I could relate. I grew up in an atmosphere where ‘revival’ was described and looked for in the exact same way. It was always felt that it was ‘just around the corner.’ “God’s going to do something big soon – I can feel it! We’re about to have revival!” This too was accompanied by lots of prayers for revival, eventually books and prescriptions were written for how to get God to pour out revival.  Previous revivals in history were studied to find the common elements – the key to unleash the power. Translation: if we would just get a little more earnestness, more committed, repent more, or develop some other spiritual attribute, God would finally relent of his chintzy, cheapskate tight-fistedness with his revival coin.

Sorry, I’m not buying.

The assumptions behind all of this are full of holes. It reminds me of the phrase used by Nazarene theologian Mildred Bangs Wynkoop forty years ago: “Credibility Gap”. First, what’s wrong with what happens in the faithful gathering for worship, week after week, year after year? For thousands of years God’s people have been sustained, nurtured, strengthened and empowered through gathering together for the reading of the Word, the celebration of the sacraments, the worship of God in song, praying together, and – not least – the community of togetherness in Jesus’ name. What’s lacking in that? The frantic pleas for revival and anointing imply that that’s not enough;  there’s a lack, a deficiency. All that happens in weekly worship: the lives changed, the attitudes transformed, the newness of life poured out, the life trajectories re-directed, the joy imparted, the welcome of new people with authentic love, the strengthening, encouraging, purpose, mission, community – nope –  apparently not good enough. Second, all this begging for revival and anointing  acts like God is really hard to convince, doesn’t like to part with his revival stash, or is bound by a notebook full of addendums and legal restrictions regarding when and when not He can do His thing.

Seriously?

In the sophisticated modern church of the second millenium, here’s what this tends to look like: pastors running around always working things up for the next push, the next event, the next program, the next Big Thing that will finally be the magic button to get their church to be whatever it isn’t, and flood their doors with urgent seekers. As soon as they finish the current  Big Deal, they start running toward the next one, rounding up (tired) ‘volunteers’ and urging people to give their spare time to this next big event they imagine will be the equivalent of rubbing the Genie’s Lamp of Church Growth.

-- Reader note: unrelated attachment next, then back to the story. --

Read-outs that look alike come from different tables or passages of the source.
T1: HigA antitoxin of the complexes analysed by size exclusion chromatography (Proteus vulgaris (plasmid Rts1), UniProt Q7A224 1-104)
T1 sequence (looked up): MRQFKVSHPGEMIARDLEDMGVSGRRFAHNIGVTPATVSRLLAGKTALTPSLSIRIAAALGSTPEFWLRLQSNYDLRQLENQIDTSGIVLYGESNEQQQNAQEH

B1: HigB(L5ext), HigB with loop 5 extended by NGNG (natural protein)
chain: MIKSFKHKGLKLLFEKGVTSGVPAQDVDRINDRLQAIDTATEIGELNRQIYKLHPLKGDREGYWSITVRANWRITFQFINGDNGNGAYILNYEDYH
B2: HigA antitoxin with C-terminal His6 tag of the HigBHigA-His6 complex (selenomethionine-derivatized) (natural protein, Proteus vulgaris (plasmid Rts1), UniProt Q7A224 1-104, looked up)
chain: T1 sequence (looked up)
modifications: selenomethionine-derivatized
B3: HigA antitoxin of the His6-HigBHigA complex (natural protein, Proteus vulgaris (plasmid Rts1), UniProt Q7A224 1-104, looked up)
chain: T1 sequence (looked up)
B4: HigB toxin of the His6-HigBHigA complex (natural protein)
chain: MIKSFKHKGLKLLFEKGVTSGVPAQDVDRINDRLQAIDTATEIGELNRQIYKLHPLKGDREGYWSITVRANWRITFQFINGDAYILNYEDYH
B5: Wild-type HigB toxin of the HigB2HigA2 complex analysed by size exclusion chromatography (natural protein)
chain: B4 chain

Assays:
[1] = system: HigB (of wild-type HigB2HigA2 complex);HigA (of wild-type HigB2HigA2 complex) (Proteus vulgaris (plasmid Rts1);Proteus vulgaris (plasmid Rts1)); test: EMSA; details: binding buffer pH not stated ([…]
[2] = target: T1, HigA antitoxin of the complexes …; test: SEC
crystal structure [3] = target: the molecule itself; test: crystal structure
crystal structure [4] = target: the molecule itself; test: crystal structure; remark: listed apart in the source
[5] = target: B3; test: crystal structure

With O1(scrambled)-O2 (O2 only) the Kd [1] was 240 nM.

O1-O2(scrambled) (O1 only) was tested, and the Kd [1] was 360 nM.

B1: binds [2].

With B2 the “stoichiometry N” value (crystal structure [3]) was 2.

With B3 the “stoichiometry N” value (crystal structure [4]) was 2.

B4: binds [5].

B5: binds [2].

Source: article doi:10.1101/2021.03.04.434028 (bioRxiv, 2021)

I get tired just describing it. And I’m not going to spend my life doing any of that.

I don’t think God is reluctant with His unction. I don’t think He’s bemused watching us scramble trying to find the hidden cheese of revival in His maze.  I don’t think there is ANYTHING wrong with what God does week after week in the regular Sunday morning gathering of His people. New peoples’ lives are being visibly transformed;  longtimers are sustained, helped, encouraged; people are called into ministry; new ministries begin; people hear a call to pastoral leadership, get educated and start churches or join the work here; there is nothing wrong with what goes on.

What I do think is happening is that both Nazarenes and Charismatics can look back within living memory to the beginnings of both of our movements. The enthusiasm, newness, Big Push for the common goal and comradery of a fresh vision that characterize almost any kind of new movement, religious or not, gets longed for again, not to mention idealized. But anyone familiar with the sociological lifespan of movements knows that they don’t stay in that phase. Looking back longingly to the early part of the organization’s developmental phase is to miss out on the benefits of the current part of the lifespan. It’s like a parent looking back so longingly at the toddler phase of their children’s lives that they fail to enjoy them in their 20s.   They miss out on what is in front of them. You may have noticed that the 20-30 somethings that left evangelicalism for the Mainline churches (or started their own), don’t wring their hands week to week for revival or anointing.  They enjoy what the community of faith is and does.

I don’t think we are going to manipulate God into when He does extraordinary acts of revival.  History shows that if we think there’s a formula for that, we’re mis-interpreting those Bible verses. If it were as simple as us pulling the right levers on the heavenly machine, we’d have had God dancing to our tune like a puppet long, long ago.  I’m not going to wring my hands about what God does in church, wishing for something else. What He does with us week after week, just as He has for thousands of years, is a profound good. There’s no deficiency.